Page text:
Shakespeare’s starlings

There are more than 150 million European starlings in North America. We have two men to blame for this: Eugene Schieffelin, and maybe William Shakespeare.

Starlings
Mostafameraji [CC BY 4.0], via Wikimedia Commons
The American Acclimatization Society was a late 19th century group of amateur naturalists who wanted to introduce European plants and animals to the “new world.” In the name of this ecological colonialism, they released hundreds of starlings into Central Park in New York in 1890 and 1891, in the hopes of seeding a new bird population.

They were absurdly successful. Starlings have since spread as far north as Canada, as far south as Mexico, and all the way to the west coast of North America. They’re a major ecological pest, displacing other birds and damaging crops.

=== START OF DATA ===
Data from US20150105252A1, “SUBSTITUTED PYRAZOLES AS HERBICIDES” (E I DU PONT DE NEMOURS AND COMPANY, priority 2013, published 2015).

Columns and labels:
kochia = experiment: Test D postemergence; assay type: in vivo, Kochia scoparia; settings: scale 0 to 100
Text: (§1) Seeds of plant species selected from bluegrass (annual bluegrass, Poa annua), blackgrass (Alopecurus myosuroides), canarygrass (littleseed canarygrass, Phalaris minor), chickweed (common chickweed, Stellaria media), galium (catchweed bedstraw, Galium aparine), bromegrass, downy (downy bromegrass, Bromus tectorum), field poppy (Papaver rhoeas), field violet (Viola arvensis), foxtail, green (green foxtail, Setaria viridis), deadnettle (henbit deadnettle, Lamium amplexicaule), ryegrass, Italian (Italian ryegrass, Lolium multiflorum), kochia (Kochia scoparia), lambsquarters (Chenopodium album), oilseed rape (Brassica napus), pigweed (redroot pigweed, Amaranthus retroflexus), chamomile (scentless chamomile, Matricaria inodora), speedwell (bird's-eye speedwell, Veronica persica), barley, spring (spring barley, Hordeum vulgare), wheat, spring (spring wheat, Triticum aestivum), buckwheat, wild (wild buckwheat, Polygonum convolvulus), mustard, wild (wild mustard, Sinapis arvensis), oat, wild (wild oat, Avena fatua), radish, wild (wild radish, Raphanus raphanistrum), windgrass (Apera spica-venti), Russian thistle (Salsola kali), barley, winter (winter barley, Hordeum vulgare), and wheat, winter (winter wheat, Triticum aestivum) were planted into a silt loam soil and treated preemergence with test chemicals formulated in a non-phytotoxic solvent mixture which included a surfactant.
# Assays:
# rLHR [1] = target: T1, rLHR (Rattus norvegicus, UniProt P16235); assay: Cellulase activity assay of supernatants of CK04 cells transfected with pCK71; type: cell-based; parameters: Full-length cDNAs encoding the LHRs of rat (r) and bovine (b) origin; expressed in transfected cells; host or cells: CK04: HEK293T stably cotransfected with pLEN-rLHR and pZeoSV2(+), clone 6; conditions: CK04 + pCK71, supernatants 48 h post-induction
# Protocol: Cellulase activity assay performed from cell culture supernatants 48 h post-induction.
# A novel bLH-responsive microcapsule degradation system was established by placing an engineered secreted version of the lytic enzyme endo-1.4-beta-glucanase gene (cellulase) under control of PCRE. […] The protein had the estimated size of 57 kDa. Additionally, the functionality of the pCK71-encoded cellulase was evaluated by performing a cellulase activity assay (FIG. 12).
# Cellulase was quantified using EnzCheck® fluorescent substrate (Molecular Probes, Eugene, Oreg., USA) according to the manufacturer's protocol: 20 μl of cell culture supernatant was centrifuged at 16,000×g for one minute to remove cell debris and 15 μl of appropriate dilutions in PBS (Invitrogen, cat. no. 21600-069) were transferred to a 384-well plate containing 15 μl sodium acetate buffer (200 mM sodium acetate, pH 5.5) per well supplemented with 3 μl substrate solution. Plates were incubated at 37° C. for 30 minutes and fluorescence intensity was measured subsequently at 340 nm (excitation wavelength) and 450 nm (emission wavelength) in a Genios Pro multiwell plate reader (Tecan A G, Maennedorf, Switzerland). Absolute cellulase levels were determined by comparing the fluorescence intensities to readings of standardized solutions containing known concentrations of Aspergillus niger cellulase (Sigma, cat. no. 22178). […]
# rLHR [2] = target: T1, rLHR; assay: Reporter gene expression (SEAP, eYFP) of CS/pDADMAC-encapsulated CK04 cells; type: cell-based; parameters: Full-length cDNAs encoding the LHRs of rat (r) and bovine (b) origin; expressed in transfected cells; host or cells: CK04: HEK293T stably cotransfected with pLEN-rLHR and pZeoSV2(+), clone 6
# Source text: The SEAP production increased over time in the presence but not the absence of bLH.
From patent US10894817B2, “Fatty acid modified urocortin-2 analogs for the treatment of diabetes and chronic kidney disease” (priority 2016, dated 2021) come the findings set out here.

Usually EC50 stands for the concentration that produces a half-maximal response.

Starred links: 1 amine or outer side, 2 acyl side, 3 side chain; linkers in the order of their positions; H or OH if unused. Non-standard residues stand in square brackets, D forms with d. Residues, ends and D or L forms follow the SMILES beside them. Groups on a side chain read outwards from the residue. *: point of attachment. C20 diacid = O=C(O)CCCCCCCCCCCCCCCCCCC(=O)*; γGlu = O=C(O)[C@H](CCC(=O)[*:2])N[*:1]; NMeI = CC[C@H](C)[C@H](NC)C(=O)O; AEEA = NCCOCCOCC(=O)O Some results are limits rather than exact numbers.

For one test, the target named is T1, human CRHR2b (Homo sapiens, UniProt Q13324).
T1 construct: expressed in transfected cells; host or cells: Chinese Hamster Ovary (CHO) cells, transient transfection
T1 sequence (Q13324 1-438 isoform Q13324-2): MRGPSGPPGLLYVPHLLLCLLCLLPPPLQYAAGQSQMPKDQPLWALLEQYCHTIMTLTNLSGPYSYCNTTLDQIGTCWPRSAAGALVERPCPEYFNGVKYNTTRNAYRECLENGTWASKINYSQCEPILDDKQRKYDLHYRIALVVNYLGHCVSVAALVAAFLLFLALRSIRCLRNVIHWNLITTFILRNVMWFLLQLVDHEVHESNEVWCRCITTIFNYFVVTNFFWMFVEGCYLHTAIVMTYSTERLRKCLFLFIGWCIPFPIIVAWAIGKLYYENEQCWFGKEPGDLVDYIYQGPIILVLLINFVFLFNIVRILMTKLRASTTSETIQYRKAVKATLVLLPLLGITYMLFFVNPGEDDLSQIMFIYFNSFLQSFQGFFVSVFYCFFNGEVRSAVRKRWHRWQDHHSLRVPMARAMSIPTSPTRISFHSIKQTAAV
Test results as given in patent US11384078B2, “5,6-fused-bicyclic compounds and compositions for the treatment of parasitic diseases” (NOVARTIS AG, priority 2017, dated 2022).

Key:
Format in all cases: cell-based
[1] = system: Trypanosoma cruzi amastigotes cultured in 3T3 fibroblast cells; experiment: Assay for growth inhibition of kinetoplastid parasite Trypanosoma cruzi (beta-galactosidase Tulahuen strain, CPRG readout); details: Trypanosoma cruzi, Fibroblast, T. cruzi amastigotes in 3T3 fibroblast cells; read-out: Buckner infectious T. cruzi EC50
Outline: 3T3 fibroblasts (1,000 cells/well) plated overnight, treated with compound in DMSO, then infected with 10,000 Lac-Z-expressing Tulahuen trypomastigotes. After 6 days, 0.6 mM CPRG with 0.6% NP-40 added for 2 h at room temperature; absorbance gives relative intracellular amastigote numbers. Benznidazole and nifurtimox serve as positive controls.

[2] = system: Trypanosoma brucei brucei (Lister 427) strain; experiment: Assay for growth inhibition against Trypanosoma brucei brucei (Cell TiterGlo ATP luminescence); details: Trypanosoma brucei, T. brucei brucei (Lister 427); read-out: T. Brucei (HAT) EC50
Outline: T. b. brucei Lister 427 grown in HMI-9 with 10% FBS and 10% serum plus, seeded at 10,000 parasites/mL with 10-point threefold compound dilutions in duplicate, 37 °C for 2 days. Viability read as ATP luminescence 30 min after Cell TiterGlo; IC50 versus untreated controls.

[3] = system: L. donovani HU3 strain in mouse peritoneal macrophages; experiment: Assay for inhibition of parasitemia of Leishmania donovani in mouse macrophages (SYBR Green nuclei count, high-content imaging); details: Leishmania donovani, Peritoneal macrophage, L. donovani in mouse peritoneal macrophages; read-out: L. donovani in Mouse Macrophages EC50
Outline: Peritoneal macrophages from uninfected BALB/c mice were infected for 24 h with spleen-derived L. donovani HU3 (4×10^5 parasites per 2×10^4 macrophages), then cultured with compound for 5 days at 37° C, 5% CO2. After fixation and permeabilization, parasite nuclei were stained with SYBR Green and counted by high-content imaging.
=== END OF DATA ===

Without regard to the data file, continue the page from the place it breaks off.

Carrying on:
The president of the Society was a pharmacist named Eugene Schieffelin. Some accounts hold that he was a big Shakespeare fan, and introduced the starling because it was mentioned in Henry IV, Part I:

I’ll have a starling shall be taught to speak nothing but ‘Mortimer’

Those accounts hold that he was trying to introduce all of the birds ever mentioned in Shakespeare. Shakespeare mentions 56 birds in his plays, although one of them is the phoenix and I think Schieffelin would have found that one difficult. Evidence for these accounts is spotty at best, but even if it’s true it is a terrible reason to pollute a continent.

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